“Blowback”, as opposed to a serious IR theory, is mostly used as a means to blame the West for its own foreign policy errors in the face of multiple terrorist attacks and hundreds of young men travelling to the Middle East to essentially kill themselves but not before killing as many innocents as they can (and desecrating a few priceless artefacts along the way). But in terms of real or self-alleged causation, the actual “inspiration” events vary, as Jonathan Freeland recently wrote: “I recall my own first encounter with [jihadism], back in the 1990s. I was speaking at a student meeting that was disrupted by loud activists from the extremist al-Muhajiroun group. What were they furious about? The west’s failure to take military action over Bosnia. These young men were livid that Britain and the US had not dropped bombs to prevent the massacre at Srebrenica. It proved, they said, that the west held Muslim lives to be cheap.” Maajid Nawaz, a former jihadi-turned-secularist activist, confirmed this for his own experience: “So Bosnia was the key recruitment drive. It was the key thing that allowed an entire generation of people that were my age, around 16 years old to be approached by Islamists who said — “do you want a solution to this problem?””.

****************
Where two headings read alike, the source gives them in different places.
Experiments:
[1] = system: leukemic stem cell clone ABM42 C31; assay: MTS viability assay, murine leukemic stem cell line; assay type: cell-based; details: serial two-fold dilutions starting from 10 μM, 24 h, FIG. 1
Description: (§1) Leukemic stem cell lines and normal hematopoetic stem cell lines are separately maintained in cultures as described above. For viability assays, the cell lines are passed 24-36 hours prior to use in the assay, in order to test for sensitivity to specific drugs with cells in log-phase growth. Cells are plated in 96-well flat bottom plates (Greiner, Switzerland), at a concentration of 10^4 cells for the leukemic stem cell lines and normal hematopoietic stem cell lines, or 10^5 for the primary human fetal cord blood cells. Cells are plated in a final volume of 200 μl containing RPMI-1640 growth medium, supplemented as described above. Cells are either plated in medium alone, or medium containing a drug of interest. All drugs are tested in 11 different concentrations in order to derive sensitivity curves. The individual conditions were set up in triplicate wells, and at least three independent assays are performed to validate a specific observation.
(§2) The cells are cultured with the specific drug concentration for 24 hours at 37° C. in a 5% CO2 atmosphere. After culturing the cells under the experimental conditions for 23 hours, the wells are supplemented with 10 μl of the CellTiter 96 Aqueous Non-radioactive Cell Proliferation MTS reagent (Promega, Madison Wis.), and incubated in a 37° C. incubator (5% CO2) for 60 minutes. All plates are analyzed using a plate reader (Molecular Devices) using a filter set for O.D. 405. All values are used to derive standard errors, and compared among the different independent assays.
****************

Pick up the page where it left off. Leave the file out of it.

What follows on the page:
“Blowback” is also a non-falsifiable theory: regardless of remote the act is, the War on Terror or Western foreign policy in general must somehow be responsible. For example: Joe Sacco somehow managed to blame the Charlie Hebdo shootings on the Abu Ghraib abuses, even though Al-Qaeda in the Arabian Peninsula said the killings had been ordered purely in the name of “vengeance for the prophet”.

In reality, there is nothing unusual about what happened in Manchester, if we take a global perspective. Every day Islamists kill Muslim civilians across the Islamic world, and do it in the name of defending their own principles against ‘kafir’. That this sometimes happens here is not indicative of a special event; rather, we are lucky that, unlike in say Iraq, this is not a weekly if not daily event. We are not the true focus of Islamist rage because we are, as IS puts it, the “grey zone”, a place where some Muslims live, who must be either reached (and “converted”) or killed with the rest of the “infidels”, but it is the Islamic world with its Muslim population where the pivotal battles must be fought. Muslims who agree with their aims are encouraged to stay and commit terrorism in the West, but this column of extremists is obviously a microscopic group.